Prior to its foundation by Grand Master Claude de la Sengle in 1554, the land on which Senglea was built was mainly used by hunters. This explains the presence of the earliest known church built there, that dedicated to St Julian, the patron saint of hunters.
It was first erected in 1311, then rebuilt in 1539 by the Portuguese knight Fra Diego Perez de Malfreire, and finally built on the design of Lorenzo Gafà, which was completed in 1712. In 1575, before the building of the parish church proper, this church became the vice-parish of Vittoriosa.
Foremost among the churches in Senglea is its parish church, which was completed in 1581, and declared a parish prior to March 11 of that same year. Following its consecration on October 20, 1743, by Bishop Alpheran de Bussan, Pope Pius VI issued the bull for the erection of the collegiate on May 21, 1786. It was elevated to the status of a minor basilica by Pope Benedict XV on January 3, 1921.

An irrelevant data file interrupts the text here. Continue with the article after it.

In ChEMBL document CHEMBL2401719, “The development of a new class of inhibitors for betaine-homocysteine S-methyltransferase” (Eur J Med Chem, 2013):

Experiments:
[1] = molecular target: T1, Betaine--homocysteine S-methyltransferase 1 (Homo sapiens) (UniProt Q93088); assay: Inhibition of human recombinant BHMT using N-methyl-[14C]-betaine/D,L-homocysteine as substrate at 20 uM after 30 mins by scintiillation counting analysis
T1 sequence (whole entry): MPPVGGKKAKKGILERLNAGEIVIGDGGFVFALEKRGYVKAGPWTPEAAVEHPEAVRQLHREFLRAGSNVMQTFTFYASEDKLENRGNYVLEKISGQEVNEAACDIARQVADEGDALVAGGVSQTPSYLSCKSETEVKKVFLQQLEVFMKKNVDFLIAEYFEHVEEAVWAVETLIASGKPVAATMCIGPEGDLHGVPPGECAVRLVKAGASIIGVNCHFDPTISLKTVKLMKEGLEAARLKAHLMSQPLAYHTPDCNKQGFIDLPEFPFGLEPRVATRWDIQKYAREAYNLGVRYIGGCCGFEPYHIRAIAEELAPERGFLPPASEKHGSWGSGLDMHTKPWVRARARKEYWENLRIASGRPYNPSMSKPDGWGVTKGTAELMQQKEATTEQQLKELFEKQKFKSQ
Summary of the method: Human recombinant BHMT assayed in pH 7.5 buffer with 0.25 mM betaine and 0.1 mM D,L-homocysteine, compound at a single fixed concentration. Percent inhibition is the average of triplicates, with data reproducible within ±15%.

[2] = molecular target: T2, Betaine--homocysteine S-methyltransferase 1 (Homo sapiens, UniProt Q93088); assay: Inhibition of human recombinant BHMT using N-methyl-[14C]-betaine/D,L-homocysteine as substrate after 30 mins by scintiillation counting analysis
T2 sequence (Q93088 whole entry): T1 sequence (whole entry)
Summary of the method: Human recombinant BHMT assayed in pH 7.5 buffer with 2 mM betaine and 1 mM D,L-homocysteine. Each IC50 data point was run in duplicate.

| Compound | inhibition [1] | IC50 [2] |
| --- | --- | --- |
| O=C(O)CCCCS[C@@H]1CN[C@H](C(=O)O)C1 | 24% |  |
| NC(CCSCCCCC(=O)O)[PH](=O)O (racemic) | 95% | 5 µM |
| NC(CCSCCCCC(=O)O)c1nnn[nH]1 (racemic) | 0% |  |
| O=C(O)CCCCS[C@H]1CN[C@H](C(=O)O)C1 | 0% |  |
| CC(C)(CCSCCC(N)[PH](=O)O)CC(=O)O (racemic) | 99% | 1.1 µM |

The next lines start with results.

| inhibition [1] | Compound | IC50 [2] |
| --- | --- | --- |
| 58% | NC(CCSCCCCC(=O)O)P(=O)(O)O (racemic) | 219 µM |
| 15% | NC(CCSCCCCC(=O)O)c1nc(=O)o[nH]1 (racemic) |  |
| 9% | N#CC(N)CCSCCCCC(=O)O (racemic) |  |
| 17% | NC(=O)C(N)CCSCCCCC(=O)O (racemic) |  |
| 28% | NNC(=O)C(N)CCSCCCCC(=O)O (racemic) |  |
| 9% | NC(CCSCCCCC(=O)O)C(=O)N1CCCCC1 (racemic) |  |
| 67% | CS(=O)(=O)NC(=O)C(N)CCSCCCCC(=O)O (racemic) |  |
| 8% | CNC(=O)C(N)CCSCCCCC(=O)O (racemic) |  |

After its reconstruction following the destruction of World War II, it was consecrated anew by Archbishop Michael Gonzi on August 24, 1957.